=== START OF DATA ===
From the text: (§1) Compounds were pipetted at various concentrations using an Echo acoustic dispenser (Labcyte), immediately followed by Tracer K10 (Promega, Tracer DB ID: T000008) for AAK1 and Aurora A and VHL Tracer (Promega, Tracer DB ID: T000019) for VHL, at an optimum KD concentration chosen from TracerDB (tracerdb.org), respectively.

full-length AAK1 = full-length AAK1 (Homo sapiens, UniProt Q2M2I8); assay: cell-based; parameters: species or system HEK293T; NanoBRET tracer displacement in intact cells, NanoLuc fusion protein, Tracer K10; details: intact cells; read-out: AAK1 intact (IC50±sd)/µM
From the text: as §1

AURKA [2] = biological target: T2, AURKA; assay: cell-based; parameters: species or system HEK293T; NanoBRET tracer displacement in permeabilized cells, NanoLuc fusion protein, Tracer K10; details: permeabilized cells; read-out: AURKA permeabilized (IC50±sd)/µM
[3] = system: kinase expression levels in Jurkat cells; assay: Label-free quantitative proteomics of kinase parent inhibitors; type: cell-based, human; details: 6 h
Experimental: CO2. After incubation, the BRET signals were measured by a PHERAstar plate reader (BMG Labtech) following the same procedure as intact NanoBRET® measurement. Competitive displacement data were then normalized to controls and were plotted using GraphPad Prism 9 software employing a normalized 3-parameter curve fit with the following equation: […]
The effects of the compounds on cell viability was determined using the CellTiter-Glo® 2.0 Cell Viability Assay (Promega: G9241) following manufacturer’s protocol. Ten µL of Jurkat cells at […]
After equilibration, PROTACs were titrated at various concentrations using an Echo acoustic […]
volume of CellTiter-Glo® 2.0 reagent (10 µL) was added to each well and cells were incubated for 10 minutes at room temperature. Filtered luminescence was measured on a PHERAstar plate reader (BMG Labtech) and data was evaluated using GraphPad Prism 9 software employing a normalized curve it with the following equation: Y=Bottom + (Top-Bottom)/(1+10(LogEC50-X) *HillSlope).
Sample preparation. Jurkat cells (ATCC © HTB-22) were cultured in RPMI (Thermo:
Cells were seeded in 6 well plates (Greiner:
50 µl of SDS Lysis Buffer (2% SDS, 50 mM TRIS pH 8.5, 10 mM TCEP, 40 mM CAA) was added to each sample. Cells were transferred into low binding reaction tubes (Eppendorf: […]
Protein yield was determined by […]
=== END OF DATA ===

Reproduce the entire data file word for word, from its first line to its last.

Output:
From the text: (§1) Compounds were pipetted at various concentrations using an Echo acoustic dispenser (Labcyte), immediately followed by Tracer K10 (Promega, Tracer DB ID: T000008) for AAK1 and Aurora A and VHL Tracer (Promega, Tracer DB ID: T000019) for VHL, at an optimum KD concentration chosen from TracerDB (tracerdb.org), respectively.

full-length AAK1 = full-length AAK1 (Homo sapiens, UniProt Q2M2I8); assay: cell-based; parameters: species or system HEK293T; NanoBRET tracer displacement in intact cells, NanoLuc fusion protein, Tracer K10; details: intact cells; read-out: AAK1 intact (IC50±sd)/µM
From the text: as §1

AURKA [2] = biological target: T2, AURKA; assay: cell-based; parameters: species or system HEK293T; NanoBRET tracer displacement in permeabilized cells, NanoLuc fusion protein, Tracer K10; details: permeabilized cells; read-out: AURKA permeabilized (IC50±sd)/µM
[3] = system: kinase expression levels in Jurkat cells; assay: Label-free quantitative proteomics of kinase parent inhibitors; type: cell-based, human; details: 6 h
Experimental: CO2. After incubation, the BRET signals were measured by a PHERAstar plate reader (BMG Labtech) following the same procedure as intact NanoBRET® measurement. Competitive displacement data were then normalized to controls and were plotted using GraphPad Prism 9 software employing a normalized 3-parameter curve fit with the following equation: […]
The effects of the compounds on cell viability was determined using the CellTiter-Glo® 2.0 Cell Viability Assay (Promega: G9241) following manufacturer’s protocol. Ten µL of Jurkat cells at […]
After equilibration, PROTACs were titrated at various concentrations using an Echo acoustic […]
volume of CellTiter-Glo® 2.0 reagent (10 µL) was added to each well and cells were incubated for 10 minutes at room temperature. Filtered luminescence was measured on a PHERAstar plate reader (BMG Labtech) and data was evaluated using GraphPad Prism 9 software employing a normalized curve it with the following equation: Y=Bottom + (Top-Bottom)/(1+10(LogEC50-X) *HillSlope).
Sample preparation. Jurkat cells (ATCC © HTB-22) were cultured in RPMI (Thermo:
Cells were seeded in 6 well plates (Greiner:
50 µl of SDS Lysis Buffer (2% SDS, 50 mM TRIS pH 8.5, 10 mM TCEP, 40 mM CAA) was added to each sample. Cells were transferred into low binding reaction tubes (Eppendorf: […]
Protein yield was determined by […]